The location — the Conciergerie, where Marie-Antoinette was imprisoned during the French Revolution before being sent to the guillotine — and ecclesiastic-meets-medieval princess theme, lent itself perfectly to Guo Pei’s signature penchant for fantasy, lavish, jeweled embroidery, corsets and drama.
At lights-down, out came an apparition in a supersized, glow-in-the-dark gown knitted from white plastic strips, holding a candelabra. On her heels — though moving at snail’s pace due to her towering carved platforms — came a pale, Lady of Shalott type in a gray liquid silk gown with trailing sleeves, carefully balancing a high crown on her head.
And so the procession continued, presenting a range of conceptual gowns from one with a rigid, finely pleated gold lampshade skirt that resembled a cupcake wrapper, to a richly embroidered, white domed dress with a matching domed headpiece evoking some kind of ecclesiastic headgear, with the model’s face peeking out through a hole.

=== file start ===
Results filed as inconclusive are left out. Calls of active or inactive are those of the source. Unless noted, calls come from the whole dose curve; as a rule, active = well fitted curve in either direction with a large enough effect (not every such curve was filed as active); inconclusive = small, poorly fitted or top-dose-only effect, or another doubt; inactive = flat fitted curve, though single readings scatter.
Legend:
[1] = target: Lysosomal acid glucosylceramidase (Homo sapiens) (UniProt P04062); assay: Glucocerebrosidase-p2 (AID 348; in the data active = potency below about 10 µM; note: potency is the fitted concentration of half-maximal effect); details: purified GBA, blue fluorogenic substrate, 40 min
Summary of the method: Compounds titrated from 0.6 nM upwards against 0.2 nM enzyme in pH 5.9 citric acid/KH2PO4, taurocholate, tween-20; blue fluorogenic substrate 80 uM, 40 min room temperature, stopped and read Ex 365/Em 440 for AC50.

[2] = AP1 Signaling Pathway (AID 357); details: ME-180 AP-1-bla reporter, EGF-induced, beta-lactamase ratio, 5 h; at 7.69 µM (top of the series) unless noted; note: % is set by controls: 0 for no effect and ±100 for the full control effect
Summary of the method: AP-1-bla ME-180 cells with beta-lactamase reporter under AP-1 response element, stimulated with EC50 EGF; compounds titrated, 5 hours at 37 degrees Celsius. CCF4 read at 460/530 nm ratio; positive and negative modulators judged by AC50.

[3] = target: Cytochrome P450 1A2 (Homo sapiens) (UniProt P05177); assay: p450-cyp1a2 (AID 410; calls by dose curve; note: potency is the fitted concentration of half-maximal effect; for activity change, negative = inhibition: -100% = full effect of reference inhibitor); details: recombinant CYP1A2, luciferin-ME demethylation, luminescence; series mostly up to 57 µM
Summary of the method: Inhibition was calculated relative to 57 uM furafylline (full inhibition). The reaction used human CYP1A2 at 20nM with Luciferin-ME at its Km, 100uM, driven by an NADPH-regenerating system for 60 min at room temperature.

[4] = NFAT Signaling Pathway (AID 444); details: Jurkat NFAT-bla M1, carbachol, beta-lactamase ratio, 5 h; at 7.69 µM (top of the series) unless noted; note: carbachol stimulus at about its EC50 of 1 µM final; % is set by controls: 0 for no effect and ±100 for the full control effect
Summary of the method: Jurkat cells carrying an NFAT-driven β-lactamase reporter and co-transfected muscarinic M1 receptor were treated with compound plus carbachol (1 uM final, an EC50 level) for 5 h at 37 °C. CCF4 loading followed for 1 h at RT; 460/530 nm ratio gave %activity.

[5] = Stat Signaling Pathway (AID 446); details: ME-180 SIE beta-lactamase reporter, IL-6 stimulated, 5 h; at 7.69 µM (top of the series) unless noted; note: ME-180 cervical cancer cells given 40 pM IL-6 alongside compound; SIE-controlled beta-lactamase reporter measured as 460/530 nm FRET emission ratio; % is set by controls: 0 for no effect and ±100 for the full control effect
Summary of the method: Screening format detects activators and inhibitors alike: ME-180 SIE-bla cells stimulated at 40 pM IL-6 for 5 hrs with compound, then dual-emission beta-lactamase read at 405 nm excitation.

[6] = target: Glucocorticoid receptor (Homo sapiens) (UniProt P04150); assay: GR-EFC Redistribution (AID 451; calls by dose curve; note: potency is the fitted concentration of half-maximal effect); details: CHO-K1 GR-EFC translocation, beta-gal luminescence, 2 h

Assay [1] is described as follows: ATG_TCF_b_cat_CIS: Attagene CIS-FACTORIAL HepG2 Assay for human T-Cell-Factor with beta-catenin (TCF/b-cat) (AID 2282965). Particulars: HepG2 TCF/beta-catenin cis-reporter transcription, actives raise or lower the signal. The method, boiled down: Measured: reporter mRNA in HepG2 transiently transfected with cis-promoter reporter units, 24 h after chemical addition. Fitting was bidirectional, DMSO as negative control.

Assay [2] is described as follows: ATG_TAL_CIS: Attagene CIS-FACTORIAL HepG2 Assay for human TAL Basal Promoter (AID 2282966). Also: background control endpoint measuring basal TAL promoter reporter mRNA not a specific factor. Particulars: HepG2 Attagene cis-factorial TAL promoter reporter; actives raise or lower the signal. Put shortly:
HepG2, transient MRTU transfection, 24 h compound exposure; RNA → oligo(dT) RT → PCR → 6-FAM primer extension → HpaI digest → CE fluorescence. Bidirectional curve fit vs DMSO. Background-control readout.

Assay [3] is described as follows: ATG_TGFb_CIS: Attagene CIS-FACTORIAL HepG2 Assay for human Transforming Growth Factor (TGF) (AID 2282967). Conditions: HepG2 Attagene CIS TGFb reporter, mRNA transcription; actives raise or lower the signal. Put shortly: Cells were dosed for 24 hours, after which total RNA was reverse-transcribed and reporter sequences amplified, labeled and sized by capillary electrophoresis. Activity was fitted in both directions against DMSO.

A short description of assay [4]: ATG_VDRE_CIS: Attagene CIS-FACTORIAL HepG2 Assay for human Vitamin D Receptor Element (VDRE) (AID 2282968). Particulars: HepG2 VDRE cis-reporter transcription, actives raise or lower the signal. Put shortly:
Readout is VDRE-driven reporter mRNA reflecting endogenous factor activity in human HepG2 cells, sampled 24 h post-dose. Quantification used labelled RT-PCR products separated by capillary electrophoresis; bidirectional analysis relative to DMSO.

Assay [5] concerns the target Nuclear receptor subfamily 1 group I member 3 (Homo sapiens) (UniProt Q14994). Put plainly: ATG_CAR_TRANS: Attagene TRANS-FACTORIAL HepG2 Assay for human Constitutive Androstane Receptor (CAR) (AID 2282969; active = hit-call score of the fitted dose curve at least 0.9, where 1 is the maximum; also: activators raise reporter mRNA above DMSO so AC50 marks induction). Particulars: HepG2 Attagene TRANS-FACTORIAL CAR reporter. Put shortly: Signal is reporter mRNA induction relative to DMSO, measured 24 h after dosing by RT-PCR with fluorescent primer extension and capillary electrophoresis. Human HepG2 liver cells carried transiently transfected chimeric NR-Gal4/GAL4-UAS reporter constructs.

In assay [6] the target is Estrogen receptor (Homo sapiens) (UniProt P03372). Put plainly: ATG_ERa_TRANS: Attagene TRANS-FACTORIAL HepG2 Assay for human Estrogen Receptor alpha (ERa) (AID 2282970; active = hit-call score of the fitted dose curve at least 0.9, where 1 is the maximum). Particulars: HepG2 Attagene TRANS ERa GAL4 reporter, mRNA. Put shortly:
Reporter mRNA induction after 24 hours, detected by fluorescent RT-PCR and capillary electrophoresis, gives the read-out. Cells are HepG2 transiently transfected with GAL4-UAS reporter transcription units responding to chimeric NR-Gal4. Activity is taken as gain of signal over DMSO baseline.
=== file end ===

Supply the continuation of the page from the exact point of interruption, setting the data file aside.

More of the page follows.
The collection’s more classic gowns featured prints based on church murals from St. Gallen Cathedral in Switzerland, in the town where many of the fabrics were made.
It was a whacky spectacle that, ultimately — despite the impressive handiwork and regal embellishments, as a collection that took over two years to make — felt more costume than couture.
Even the fabulous Carmen Dell’Orefice, who closed the show in a scarlet gown dripping with blood-red crystals, backed by a giant, fanning, poppylike collar, failed to pull off her look.